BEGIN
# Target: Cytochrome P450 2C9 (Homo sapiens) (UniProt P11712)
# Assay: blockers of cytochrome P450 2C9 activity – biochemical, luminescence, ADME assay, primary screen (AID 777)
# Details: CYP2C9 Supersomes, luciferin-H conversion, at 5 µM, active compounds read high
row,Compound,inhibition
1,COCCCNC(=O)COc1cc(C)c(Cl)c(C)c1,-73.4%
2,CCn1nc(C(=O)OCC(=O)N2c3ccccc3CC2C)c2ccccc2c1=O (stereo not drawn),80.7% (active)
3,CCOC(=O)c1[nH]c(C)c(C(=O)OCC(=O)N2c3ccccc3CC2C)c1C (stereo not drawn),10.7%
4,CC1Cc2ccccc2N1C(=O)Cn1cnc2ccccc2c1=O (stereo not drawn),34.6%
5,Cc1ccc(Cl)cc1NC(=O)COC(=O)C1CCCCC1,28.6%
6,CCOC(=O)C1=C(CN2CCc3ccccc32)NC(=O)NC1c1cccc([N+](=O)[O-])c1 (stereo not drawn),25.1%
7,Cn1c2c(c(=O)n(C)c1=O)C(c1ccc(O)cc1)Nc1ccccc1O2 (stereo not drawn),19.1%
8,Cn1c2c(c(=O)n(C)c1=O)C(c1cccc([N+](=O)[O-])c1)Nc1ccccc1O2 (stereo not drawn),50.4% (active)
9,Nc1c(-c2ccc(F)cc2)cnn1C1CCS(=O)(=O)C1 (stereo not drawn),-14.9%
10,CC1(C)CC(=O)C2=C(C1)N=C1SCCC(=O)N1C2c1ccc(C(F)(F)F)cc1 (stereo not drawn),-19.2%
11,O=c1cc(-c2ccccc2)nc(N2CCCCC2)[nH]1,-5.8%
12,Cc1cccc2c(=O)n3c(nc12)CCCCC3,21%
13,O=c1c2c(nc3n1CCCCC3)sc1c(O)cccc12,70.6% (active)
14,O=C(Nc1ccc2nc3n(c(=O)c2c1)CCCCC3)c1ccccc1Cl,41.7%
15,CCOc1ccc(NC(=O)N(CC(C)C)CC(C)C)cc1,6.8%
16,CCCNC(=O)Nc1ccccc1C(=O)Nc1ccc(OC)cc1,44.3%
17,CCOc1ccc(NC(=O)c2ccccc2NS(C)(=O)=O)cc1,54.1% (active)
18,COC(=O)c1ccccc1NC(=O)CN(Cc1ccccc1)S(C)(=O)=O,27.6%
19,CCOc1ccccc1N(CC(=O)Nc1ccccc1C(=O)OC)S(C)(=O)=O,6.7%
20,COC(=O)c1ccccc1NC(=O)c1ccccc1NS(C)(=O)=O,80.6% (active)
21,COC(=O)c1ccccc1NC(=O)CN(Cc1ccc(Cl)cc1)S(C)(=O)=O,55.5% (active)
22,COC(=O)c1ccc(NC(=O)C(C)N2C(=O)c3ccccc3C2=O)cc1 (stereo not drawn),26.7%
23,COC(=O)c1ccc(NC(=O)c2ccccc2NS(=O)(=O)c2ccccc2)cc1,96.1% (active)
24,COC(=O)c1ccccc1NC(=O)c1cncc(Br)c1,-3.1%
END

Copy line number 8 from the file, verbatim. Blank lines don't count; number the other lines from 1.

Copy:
4,CC1Cc2ccccc2N1C(=O)Cn1cnc2ccccc2c1=O (stereo not drawn),34.6%